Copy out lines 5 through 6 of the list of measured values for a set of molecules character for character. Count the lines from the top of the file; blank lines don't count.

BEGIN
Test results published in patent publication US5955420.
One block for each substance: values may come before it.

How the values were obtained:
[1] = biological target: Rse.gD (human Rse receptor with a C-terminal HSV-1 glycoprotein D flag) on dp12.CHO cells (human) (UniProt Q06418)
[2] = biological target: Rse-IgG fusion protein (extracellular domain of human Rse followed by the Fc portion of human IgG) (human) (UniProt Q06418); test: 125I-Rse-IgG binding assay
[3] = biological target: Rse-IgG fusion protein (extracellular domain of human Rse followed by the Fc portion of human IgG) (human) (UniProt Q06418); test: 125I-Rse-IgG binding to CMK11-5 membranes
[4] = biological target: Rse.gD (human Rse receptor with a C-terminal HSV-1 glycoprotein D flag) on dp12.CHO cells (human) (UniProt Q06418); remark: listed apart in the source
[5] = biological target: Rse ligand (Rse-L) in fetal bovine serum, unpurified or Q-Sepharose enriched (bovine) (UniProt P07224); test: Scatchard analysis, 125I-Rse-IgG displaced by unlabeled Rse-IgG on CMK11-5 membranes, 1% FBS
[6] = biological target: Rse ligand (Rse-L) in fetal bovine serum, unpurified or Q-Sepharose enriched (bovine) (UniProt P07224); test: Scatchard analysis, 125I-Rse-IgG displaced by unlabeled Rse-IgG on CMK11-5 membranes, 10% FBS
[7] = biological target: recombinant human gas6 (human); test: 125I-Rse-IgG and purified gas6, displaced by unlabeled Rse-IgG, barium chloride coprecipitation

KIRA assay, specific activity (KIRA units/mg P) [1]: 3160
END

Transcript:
[2] = biological target: Rse-IgG fusion protein (extracellular domain of human Rse followed by the Fc portion of human IgG) (human) (UniProt Q06418); test: 125I-Rse-IgG binding assay
[3] = biological target: Rse-IgG fusion protein (extracellular domain of human Rse followed by the Fc portion of human IgG) (human) (UniProt Q06418); test: 125I-Rse-IgG binding to CMK11-5 membranes